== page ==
Stocks rebounded sharply on Monday, taking heart from more-upbeat comments following Friday's steep declines. Despite ongoing concerns about how virulent the new omicron COVID-19 variant might be, investors nevertheless took a more positive view of the potential impact, especially in light of favorable comments from vaccine makers promising new weapons in the fight against the pandemic. The Dow Jones Industrial Average (DJINDICES:^DJI), S&P 500 (SNPINDEX:^GSPC), and Nasdaq Composite (NASDAQINDEX:^IXIC) didn't claw back all of their losses, but they still put in a good day overall.

Index

Daily Percentage Change

Daily Point Change

Dow

+0.68%

+237

S&P 500

+1.32%

+61

Nasdaq

+1.88%

+291

Data source: Yahoo! Finance.

Monday gave investors another example of how selling on down days can lead to poor outcomes. In many ways, those who are more susceptible to panic-selling under pressure would have been better served having simply taken a long weekend to ignore what the markets did on Friday.

Person in front of laptop with hands over her face.

Image source: Getty Images.

A different look at the markets

Sometimes, getting a different perspective on investing just requires expanding your time horizon by the smallest amount. Consider how the markets have performed when you combine Friday's losses and Monday's gains:

  • The Dow has done by far the worst, falling almost 670 points, or just under 2%.
  • The S&P has fallen by about 46 points, or less than 1%.
  • The Nasdaq's losses amounted to just 62 points, or less than 0.5%.

Moves of that size aren't unusual, and they don't establish anything close to a reversal of a prevailing trend. Rather, you can expect to see many moves in either direction over the course of several days in the stock market. Those moves can happen whether investors are in a bull market, bear market, or some sort of transition between the two.

Remember how far we've come

Another way to put declines in perspective is to think about how long it took to achieve a given milestone. For instance, the declines in the Nasdaq and S&P on Friday were significant, but they only took the indexes to levels that they first reached less than a month before. In other words, most investors would've been overjoyed if you'd told them a year ago that the S&P and Nasdaq would be where they were on Friday.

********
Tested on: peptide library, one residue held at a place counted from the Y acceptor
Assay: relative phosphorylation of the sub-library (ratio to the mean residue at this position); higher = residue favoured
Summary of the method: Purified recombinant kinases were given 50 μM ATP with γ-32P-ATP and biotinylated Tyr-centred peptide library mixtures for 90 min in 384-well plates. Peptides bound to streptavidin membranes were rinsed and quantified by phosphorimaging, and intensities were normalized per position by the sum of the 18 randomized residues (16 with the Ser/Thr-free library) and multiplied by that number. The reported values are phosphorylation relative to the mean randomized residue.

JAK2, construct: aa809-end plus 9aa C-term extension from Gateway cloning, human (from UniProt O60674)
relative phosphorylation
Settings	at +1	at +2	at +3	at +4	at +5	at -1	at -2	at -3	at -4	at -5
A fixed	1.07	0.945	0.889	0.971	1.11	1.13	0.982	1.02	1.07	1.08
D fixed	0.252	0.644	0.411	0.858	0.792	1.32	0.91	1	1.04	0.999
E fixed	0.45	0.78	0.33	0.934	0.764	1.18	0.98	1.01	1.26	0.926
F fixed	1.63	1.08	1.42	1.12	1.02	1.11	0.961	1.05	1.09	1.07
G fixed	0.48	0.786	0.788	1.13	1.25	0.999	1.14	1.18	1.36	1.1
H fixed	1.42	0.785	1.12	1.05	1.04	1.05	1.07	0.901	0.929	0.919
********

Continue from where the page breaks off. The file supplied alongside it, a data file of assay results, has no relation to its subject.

For the Dow, admittedly, it's a little bit trickier. The average's declines on Friday took it back to levels it first reached in May. Yet in the life of a long-term investor, even six months isn't a huge span of time compared to your eventual time horizon.

Stay the course

Many investors saw Friday as potentially the first day of a huge downward move. That's still possible, even though Monday provided at least a short respite. There's always a chance that stocks will end up making a correction or entering a bear market, and in the long run, it's inevitable.

If you try to anticipate those events with the goal of avoiding them, however, you'll likely find that it ends up hurting you more than it helps you. In the long run, there are simply too many head-fakes from market volatility. The best way to reap the market's long-term rewards is to stick with a consistent strategy and see it through.

This article represents the opinion of the writer, who may disagree with the “official” recommendation position of a Motley Fool premium advisory service. We’re motley! Questioning an investing thesis -- even one of our own -- helps us all think critically about investing and make decisions that help us become smarter, happier, and richer.